All American public school children are currently able to get school meals for free, thanks to temporary waivers that allowed schools to serve free meals during the pandemic. And while those waivers look set to expire at the end of June, the pandemic has served as a trial run for making school meals permanently free for all students, regardless of income.
Advocates are looking to build on this experience. Two states, Maine and California, have passed legislation making school meals free to all students. And at least eight more states — Massachusetts, Colorado, Minnesota, Vermont, New York, Wisconsin, Maryland and Washington — are considering similar measures. Meanwhile, a federal bill, the Universal School Meals Program Act, spearheaded by Rep. Ilhan Omar and Sen. Bernie Sanders, is steadily gaining support.
“Now is the time,” said Janet Poppendieck, a senior fellow at the CUNY Urban Food Policy Institute, speaking at the National Anti-hunger Policy Conference on Tuesday. The online conference, organized by the Food Research & Action Center (FRAC) and Feeding America, runs through March 17.
Transitioning back to a pre-pandemic system where some students pay full price for meals, while others pay a reduced fee or nothing at all, will be difficult for schools to stomach, Poppendieck said. “They’ve had a taste of serving all children, of welcoming all children to the school table,” she said.
School meals programs have the potential to end hunger, increase academic achievement and foster social solidarity, Poppendieck said. But she said the program’s structure sabotages these goals in multiple ways: Income guidelines are too low, leaving many families without help, and the certification process is complicated and ripe for errors. Stigma is another problem, she said. “Kids did not want to be seen eating school lunch because other people would think they were poor,” she said.
But there is mounting evidence that making school meals free for everyone helps improve academic achievement and decrease hunger and bullying, Poppendieck said. Since the 2011-2012 school year, “community eligibility” provisions have allowed schools and districts with high poverty rates to automatically offer free meals to all students. She cited recent research that showed that students who began receiving free meals through the provision had improved math and reading scores. And, offering free meals to all students likely increased food security, since many students who’d previously qualified for free meals, but hadn’t taken part in the program, began eating school meals, she said.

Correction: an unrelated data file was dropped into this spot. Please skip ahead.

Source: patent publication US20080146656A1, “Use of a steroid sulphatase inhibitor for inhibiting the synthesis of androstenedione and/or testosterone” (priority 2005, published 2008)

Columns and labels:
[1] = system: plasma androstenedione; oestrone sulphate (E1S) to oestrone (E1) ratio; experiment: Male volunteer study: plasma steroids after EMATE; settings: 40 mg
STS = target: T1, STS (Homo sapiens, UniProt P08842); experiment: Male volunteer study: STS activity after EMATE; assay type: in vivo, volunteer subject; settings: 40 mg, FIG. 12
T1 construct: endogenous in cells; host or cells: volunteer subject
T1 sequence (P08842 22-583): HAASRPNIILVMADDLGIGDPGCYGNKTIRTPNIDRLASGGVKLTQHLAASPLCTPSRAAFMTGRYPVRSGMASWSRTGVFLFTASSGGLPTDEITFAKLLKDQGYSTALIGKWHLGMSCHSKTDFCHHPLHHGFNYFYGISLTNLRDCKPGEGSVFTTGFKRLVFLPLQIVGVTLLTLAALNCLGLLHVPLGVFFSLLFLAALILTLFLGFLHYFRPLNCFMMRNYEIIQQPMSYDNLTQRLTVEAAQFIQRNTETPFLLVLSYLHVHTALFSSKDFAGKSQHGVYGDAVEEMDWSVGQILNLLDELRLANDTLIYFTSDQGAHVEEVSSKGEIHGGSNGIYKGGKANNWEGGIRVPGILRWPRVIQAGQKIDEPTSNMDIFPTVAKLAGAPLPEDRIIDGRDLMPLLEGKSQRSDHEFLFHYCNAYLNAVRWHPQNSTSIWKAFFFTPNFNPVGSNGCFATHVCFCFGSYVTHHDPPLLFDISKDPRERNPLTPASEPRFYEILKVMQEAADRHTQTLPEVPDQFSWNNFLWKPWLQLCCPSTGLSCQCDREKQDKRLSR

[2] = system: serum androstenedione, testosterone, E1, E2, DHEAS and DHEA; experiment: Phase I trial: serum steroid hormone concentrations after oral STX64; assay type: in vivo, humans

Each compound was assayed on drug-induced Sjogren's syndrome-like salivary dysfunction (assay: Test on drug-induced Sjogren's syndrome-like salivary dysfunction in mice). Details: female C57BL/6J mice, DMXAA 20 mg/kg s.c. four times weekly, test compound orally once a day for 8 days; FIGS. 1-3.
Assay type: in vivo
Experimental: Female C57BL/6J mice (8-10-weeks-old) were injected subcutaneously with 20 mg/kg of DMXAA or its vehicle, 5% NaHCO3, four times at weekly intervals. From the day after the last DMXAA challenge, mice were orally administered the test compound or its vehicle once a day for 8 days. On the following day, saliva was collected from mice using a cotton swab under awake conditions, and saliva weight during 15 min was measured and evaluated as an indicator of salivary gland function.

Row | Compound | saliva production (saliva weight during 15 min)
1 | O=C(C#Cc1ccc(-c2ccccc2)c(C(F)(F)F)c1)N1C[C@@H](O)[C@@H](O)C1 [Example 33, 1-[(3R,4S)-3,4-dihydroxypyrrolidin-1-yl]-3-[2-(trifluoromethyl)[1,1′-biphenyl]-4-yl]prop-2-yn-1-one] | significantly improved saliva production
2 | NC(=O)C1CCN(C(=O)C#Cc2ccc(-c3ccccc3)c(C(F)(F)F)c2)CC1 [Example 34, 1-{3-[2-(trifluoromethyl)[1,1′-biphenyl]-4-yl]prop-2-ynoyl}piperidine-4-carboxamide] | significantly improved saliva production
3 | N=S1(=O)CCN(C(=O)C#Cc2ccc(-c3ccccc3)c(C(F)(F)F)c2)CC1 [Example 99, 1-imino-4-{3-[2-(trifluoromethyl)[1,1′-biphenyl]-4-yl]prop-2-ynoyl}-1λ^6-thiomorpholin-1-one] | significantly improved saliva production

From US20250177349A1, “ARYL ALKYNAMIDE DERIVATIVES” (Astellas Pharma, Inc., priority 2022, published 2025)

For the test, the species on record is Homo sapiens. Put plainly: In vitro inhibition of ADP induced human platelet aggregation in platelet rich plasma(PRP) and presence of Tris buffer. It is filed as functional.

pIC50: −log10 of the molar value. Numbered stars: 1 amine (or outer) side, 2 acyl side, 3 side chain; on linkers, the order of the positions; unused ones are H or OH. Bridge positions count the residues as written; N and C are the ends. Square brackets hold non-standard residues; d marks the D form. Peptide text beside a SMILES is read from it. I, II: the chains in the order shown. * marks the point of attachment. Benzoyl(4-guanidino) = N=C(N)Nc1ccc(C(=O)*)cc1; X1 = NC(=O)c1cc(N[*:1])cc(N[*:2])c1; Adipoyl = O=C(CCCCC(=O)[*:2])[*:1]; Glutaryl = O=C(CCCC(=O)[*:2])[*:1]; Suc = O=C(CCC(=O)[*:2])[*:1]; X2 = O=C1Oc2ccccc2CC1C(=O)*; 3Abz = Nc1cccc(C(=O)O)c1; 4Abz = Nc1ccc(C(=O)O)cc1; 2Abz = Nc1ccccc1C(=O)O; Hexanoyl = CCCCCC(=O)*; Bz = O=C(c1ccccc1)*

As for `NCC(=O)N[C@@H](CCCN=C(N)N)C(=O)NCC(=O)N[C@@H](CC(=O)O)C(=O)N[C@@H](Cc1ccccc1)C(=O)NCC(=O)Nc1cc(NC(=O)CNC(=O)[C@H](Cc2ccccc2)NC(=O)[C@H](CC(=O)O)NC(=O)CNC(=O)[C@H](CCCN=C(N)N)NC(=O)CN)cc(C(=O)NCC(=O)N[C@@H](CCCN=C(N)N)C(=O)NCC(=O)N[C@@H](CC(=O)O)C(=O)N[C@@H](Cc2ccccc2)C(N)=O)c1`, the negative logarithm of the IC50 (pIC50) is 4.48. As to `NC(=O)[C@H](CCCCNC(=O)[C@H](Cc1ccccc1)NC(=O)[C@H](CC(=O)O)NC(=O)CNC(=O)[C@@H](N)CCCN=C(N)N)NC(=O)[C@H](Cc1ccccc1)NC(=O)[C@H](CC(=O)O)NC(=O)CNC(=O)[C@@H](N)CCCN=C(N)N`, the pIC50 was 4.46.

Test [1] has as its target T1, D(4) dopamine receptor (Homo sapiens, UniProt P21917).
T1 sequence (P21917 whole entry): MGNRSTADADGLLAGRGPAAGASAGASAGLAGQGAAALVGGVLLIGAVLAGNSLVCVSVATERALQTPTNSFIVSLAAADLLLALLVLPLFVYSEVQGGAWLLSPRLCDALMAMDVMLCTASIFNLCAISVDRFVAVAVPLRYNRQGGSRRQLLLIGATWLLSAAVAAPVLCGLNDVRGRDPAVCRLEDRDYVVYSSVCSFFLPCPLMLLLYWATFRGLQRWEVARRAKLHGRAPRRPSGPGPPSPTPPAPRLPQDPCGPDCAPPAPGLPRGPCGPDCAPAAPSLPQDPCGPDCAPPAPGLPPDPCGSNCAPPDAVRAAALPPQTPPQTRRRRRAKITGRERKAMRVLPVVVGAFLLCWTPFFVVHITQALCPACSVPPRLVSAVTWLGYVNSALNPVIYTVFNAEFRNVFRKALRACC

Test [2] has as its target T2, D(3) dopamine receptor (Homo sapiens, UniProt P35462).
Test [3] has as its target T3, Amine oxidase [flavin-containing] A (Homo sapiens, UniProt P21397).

“The predictions we’ve been making for years are being proven true by research,” Poppendieck said.
Maria Martirosyan, a legislative assistant for Rep. Omar, said the Minnesota legislator’s background as a nutrition educator has shaped her work in congress. The Universal School Meals Program Act, which she first introduced in 2019 and then again in 2021, would make sweeping changes to school nutrition programs such as permanently making meals free to all students, increasing meal reimbursement rates for schools, incentivizing local food procurement and providing summer meals to students and summer EBT for low-income kids.
The legislation, and the ideas behind it, are gaining support on both sides of the aisle, Martirosyan said. “The conversation has changed drastically,” she said.
Support for expanding access to school meals is also strong among the general public, said Guy Molyneux, a partner with Hart Research Associates who recently conducted a survey on the issue of universal school meals for FRAC. The online poll surveyed 1,202 voters in late January. Two thirds of respondents said they supported expanding school meals to more students: 35 percent supported making meals free for all students, while 31 percent favored raising the income limits so that more students would qualify.
“There’s really no constituency for shrinking these programs today,” Molyneux said.